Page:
Are your students defacing the Internet?

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http://upload.wikimedia.org/wikipedia/commons/8/82/Nuremberg_chronicles_-_Omens-defaced_(CLIr).jpg

What happened when a student in your class defaced a book belonging to the school? Sometimes they had to buy a replacement copy. Sometimes re-covering it with brown paper was sufficient. Sometimes a bottle of Tippex and some of their lunchtime was what was required. The sanction was restorative and involved a discussion about responsible treatment of school property.

What happened when a student in your class defaced a book belonging to them? If it was derogatory or defamatory, vulgar or inappropriate then, in my experience, the sanction was also restorative. If they were making notes or highlighting passages I was over the moon! However, either way, there was discussion about using their book for effective learning.

In either case, before books were bought or borrowed, clear but simple expectations were put in place as to their use.

In a crude analogy, the Internet is the biggest book a student in your class has access to. And the best bit is that they can insert their own pages, pin multimedia elements, remix content and crowdsource opinion. Using the Internet appropriately for learning and communication is a challenge that can only be overcome through practice, failure and feedback from a supportive guide… but should these guides be teachers?

Should the guides be students instead?

How far should guidelines for responsible use go?

When is it “safe” for students to fail on the Internet?

Are your students defacing the Internet?

I’d love to hear your thoughts on this.

Do not disrupt: thoughts on invisible technology

I’ve just come back from a two-week holiday in Slovenia. It was my first time there and I highly recommend a visit – we were based at Lake Bled but had the benefit of a hire car for four days midway through the fortnight which allowed us to tackle the Vršič Pass (and get lost on a one mile “easy” walk as advertised by our error-strewn Sunflower walking guide), take in the sights of Ljubljana’s Old Town (although I’m sad I didn’t have enough time to get to Metelkovo mestro as taunting snippets of its graffiti were in every guide book, calendar and even merchandise. Take a look at the video embedded in Piran Cafe’s Ljubljana Graffiti Tour if you are wondering what I’m on about) and have our plans to drive to Lipica and Trieste thwarted by thunderstorms. We struck lucky by staying at one of the most kid friendly hotels I’ve ever experienced, the Hotel Savica, and as a result every single member of the family returned home in great spirits (despite 7 different modes of transport between our hotel and house!).

Here’s a great on-board video of the Vršič Pass to give you an idea of how twisty-turny the route is. I loved it (and drove most of it in 1st  and 2nd gear).

Of course I took the old iPod Touch 2G with me. I still love its portability and even though it is showing its age now (stuck on/off button, can’t upgrade past 4.2.1 iOS) it was a godsend during the holiday for route planning, weather forecasts, translation, news and social media. My PLN were fantastic in suggesting things to see and do while in Slovenia (thanks Freda O’Byrne and @shirlpj) and I was able to keep up with some great education conversations and thoughts. I’d signed up to Doug Belshaw‘s Things I’ve Learned This Week newsletter just before the end of the Scottish school term (I used to love reading his short blog posts on this topic and thought he had simply stopped doing them) and some of the links and ideas he mentioned are now in a nice little “to investigate” list in my iOS Notes app. The iPod also allowed me to keep up to date with the Computing At School group posts which continues to inform my planning for the 2012-13 session and simultaneously marvel at the great work that has been done to reintroduce or refresh Computing Science concepts in the UK and Ireland. I lurk there a lot but intend to get more involved as I get further along the road with a few developments (my Raspberry Pi being one of them!).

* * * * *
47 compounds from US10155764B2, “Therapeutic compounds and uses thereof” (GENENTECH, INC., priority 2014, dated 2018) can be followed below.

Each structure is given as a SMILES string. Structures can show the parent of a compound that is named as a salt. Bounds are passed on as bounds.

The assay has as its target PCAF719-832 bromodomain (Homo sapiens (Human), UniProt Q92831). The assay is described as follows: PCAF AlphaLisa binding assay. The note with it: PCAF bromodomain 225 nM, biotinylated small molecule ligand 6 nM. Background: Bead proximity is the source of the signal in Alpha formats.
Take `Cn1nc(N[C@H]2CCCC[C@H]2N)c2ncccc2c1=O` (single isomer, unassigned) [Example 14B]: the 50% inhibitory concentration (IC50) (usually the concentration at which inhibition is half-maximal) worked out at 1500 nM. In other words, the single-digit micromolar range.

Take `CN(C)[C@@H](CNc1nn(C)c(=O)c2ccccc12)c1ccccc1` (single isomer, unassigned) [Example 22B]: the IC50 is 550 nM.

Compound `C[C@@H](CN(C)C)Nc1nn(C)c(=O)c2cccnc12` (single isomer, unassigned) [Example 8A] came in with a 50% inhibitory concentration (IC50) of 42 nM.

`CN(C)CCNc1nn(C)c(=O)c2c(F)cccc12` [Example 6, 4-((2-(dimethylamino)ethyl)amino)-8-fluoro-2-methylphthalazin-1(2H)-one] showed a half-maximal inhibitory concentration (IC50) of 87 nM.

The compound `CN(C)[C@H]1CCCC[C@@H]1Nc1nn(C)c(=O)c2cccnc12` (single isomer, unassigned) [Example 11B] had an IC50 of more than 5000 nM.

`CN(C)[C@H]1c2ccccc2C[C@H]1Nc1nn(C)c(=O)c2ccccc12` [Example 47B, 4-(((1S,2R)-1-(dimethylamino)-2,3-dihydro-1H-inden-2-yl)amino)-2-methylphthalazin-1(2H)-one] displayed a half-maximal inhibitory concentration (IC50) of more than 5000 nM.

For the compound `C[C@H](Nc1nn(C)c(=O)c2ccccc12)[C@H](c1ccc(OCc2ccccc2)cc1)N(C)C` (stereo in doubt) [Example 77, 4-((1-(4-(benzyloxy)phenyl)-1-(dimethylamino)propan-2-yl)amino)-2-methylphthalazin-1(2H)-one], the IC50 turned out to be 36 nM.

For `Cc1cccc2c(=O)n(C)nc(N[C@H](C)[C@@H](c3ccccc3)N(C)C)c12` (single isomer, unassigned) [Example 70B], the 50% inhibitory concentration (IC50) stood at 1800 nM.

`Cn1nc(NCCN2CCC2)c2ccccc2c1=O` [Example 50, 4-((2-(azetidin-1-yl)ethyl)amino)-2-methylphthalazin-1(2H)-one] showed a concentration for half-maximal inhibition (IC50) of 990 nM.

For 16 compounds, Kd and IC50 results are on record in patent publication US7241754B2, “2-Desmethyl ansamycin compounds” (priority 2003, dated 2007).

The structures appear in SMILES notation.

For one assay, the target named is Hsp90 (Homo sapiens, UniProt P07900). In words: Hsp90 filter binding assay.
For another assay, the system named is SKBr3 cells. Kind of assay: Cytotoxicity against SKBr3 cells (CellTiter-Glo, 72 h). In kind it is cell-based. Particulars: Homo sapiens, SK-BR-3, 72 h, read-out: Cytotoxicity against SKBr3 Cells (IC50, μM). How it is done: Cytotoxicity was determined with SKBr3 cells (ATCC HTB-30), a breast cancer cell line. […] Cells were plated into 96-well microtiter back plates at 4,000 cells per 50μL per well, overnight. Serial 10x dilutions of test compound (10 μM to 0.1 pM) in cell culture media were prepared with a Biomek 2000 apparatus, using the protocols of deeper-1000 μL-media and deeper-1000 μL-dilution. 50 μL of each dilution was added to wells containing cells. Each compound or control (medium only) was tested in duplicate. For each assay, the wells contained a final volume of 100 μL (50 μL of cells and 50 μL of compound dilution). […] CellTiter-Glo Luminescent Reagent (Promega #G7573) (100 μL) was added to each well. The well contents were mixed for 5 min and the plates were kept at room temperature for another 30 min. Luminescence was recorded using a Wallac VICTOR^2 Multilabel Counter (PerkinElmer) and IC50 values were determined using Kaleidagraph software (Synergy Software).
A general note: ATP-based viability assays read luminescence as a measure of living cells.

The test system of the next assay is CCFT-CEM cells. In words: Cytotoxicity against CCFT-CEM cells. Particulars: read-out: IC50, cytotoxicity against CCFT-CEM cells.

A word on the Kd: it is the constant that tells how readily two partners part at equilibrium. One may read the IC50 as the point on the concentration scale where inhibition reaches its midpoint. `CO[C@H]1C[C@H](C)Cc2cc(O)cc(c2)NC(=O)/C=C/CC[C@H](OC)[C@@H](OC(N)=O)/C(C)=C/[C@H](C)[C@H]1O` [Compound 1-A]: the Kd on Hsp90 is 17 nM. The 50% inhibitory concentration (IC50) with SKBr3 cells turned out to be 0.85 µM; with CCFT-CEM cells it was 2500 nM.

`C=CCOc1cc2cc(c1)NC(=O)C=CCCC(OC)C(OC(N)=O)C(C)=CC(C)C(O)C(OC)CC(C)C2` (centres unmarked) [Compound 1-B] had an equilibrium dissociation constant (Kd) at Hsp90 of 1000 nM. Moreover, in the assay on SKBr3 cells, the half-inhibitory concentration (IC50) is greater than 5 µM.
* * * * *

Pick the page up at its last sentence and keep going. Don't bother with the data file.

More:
Slovenia had a fantastic free wifi network: from hotels, bars, airports and museums let me connect quickly without registration and the bandwidth seemed very generous. The most striking moments of high tech connectivity for me were: being able to access fast broadband at a rustic restaurant in Trenta (a tiny village beyond the aforementioned Vršič Pass) and the FREE public wifi available at Ljubljana airport as we checked in for our return flight. Those responsible for digital infrastructure in the UK could do well to take inspiration from their Slovenian counterparts. It was hassle-free, reliable and meant I could get on with my holiday rather than battling with settings, email confirmations, logins, etc.

Although I used Twitter on a daily basis while on holiday, Facebook was a different matter. Their mobile app, almost universally accepted as being pants, has been long erased from the iPod Touch. I did update my status whilst on holiday to let family and friends know how the holiday was going, but made use of Selective Tweets to cross-post from Twitter to Facebook through use of a ‘#fb’ hashtag. This workflow is simple and reliable and saves me a whole heap of app crashes and mood swings.

Although the percentage of Slovenia’s population who have internet access is much lower than that of the UK, they seem to have the right idea about how it should, or rather should not, disrupt normal everyday life. Because access was simplified, I felt that I used my device more effectively to enhance my holiday experience. I didn’t have to spend an hour after breakfast surfing for information and alienating my family, instead looking for information, news or communications on the go when it was needed. I do realise this is what most people with 3G connections can do already, but they pay through the nose for it.